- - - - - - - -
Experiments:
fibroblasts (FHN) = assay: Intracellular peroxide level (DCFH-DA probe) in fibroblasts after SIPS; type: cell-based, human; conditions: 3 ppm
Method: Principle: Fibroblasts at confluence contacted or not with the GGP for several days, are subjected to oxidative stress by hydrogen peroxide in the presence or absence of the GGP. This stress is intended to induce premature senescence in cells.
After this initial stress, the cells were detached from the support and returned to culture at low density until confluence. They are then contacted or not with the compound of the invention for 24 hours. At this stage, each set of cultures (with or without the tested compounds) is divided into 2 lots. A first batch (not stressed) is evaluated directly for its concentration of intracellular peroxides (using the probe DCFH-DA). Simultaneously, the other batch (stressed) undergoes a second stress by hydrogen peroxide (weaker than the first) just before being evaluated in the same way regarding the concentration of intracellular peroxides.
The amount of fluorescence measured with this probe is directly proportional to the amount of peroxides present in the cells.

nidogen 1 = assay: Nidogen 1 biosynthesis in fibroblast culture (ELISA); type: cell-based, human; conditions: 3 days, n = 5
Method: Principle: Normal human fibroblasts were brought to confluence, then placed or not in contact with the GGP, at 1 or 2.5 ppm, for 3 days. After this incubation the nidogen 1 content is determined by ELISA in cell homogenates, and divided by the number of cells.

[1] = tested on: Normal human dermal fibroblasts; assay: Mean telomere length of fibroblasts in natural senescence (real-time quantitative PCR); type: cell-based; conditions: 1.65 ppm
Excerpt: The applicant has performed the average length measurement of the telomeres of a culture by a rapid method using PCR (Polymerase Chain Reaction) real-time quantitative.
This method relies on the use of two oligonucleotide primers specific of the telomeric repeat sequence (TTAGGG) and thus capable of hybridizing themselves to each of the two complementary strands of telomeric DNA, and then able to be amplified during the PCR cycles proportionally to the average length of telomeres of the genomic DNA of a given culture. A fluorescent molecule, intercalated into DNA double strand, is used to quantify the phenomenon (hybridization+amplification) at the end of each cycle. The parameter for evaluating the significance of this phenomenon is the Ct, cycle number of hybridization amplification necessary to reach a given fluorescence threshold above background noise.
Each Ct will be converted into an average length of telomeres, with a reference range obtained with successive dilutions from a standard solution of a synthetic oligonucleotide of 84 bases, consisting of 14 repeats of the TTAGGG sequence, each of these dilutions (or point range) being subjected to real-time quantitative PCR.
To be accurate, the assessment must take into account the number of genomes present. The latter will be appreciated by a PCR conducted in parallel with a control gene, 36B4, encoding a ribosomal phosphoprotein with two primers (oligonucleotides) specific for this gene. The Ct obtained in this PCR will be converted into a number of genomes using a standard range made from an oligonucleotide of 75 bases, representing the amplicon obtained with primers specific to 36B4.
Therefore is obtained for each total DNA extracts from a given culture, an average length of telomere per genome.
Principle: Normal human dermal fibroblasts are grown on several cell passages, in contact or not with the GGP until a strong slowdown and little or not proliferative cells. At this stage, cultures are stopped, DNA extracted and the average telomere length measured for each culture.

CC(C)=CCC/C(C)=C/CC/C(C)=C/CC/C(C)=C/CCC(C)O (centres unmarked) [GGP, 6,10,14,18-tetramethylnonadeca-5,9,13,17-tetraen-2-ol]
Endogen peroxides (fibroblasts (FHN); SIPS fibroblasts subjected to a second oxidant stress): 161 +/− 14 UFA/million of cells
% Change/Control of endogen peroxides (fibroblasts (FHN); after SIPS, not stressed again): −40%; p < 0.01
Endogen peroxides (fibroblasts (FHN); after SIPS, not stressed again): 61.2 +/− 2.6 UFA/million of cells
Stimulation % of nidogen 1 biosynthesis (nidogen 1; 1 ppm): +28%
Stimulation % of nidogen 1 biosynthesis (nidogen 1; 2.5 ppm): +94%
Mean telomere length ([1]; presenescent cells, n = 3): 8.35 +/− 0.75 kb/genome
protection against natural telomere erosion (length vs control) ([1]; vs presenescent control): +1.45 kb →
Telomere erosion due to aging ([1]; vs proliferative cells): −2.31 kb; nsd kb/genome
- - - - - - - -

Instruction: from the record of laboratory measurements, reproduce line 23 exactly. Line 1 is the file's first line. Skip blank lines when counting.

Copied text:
Telomere erosion due to aging ([1]; vs proliferative cells): −2.31 kb; nsd kb/genome